I played a staggering number of great games in 2019. It also means I got to enjoy their equally stellar soundtracks.
Honestly, when I think back to all the games I played this year: wow. As per usual, my backlog came into play and so, there are games from previous years on this list. Hey, I like to give credit where it’s due.
With that aside, onwards to my favorite games I played in 2019. The order doesn’t matter—they’re listed in the order I played them.
Composer: Ben Prunty
I began the year with this 2018 strategy game. Finishing it felt like an accomplishment. In between my many failures, I battled my way through a bleak future, rewinding time, and abandoning timelines when gigantic bugs got the better of my mechs and comrades. I loved the limited dialogue that explained so much about its world, while expressing how dire the situation and consequences in the sci-fi setting.
A brilliant game where every loss was a personal mess up that had me reeling, its soundtrack was tense. I can still hear it tracking my every decision as I barreled towards defeat or victory.
Composers: Keiichi Okabe, Keigo Hoashi, Kuniyuki Takahashi
Well, I finally did it. I finally played Nier: Automata. Did I think it was hyped up just a little too much? Yeah, maybe. Was it still a very excellent game that made me traumatized just a little bit? Of course.
There’s one song I hear when I think about this game. The nonsensical one that plays whenever entering the Machine Village. The song, sung by the child-like voices, so free and uninhibited, really does a number on the mind after everything goes to hell in Nier: Automata’s somber world.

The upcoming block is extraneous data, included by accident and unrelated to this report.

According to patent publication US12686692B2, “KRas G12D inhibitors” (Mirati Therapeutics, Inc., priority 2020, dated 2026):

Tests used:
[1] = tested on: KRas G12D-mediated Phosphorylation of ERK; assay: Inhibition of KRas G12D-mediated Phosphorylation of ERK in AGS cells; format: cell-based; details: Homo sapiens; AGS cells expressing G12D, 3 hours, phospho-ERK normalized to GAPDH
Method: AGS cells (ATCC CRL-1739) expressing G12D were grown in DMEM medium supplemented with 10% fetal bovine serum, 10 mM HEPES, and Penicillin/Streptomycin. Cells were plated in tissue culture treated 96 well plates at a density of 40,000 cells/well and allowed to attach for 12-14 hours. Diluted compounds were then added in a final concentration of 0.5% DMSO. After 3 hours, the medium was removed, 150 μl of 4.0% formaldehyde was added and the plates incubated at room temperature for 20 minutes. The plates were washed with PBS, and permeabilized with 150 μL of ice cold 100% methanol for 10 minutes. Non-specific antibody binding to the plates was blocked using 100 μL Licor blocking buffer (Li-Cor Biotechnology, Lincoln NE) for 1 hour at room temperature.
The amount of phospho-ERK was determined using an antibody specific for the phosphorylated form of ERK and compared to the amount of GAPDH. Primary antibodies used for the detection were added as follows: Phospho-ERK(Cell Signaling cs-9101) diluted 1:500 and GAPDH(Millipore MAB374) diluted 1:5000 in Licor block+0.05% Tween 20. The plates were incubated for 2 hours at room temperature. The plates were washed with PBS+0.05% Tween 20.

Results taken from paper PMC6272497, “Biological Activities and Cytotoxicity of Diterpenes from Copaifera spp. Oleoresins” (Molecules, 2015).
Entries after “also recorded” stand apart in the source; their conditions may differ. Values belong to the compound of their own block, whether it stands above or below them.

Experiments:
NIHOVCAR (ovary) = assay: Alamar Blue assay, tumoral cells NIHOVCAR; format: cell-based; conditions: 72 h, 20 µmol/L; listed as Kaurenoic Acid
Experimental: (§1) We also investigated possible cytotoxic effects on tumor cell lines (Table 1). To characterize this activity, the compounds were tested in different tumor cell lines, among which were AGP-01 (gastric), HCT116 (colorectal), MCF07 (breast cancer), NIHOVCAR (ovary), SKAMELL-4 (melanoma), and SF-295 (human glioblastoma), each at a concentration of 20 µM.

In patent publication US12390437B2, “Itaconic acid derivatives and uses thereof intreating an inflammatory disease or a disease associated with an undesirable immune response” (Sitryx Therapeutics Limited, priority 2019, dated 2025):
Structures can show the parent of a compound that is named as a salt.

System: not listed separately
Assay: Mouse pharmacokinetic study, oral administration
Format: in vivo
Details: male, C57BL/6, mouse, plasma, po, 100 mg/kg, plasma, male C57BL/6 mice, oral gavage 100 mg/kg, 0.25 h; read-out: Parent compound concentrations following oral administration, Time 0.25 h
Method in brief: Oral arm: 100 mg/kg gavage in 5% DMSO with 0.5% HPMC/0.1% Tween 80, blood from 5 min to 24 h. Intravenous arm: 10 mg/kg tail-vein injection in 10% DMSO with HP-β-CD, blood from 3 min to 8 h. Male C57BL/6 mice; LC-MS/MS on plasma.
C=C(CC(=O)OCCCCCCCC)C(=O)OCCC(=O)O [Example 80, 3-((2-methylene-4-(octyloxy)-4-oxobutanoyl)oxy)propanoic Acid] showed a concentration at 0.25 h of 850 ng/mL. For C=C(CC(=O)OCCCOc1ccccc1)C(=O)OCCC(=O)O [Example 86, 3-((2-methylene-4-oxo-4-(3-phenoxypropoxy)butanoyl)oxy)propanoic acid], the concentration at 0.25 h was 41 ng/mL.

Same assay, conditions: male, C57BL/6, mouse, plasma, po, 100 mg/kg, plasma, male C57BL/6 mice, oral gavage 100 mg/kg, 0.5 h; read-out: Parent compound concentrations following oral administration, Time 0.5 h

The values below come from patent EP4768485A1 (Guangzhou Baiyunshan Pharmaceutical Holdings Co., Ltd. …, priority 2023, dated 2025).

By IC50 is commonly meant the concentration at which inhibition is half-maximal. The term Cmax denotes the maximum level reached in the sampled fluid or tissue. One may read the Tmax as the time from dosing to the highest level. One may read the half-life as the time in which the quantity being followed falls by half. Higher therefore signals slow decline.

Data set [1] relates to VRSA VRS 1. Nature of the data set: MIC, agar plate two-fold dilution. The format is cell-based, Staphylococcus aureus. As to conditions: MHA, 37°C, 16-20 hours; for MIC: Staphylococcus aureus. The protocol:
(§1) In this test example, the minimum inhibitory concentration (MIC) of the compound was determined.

Composer: Yoann Laulan
I never really stop thinking about this 2018 rogue-like. Not since I first played during spring this year and at some point again during the summer. It continues to surprise whenever I boot it up, sparking my urge to try to complete its weapon cache but never really getting that far.
While I try to figure out how to resist the urge to start playing again (I’ve got another game I’m supposed to be playing right now), here’s a song—one of many great ones—that I listened to a lot this year as part of my love for the game.
Baba is You is brilliant. It’s too smart: taking words and making them the rules of the game, which players manipulate to solve its tough puzzles. It’s so challenging, that I am not ashamed to admit that I spent many days staring blankly at its mind-bending possibilities, feeling extremely dumb.
I still feel that way but I can admire just how excellent its concept is. Plus, Baba is Cute.
Composer: Koichi Sugiyama
The sequel to the 2016 game, in some ways, is not as good as its predecessor. It’s way too long, with chapters that aren’t as tear-jerking. But Dragon Quest Builders 2 has one of my favorite characters in Malroth. The humor, like most of the games in the long standing franchise, is so good. The lines are delivered by sassy monsters and humans, and oh the glorious things that could be built.
That was probably my second favorite part of the whole game: I spent a lot of hours just building to my heart’s content. Along with my sister, we designed a pretty awesome house on a private island, if I do say so myself.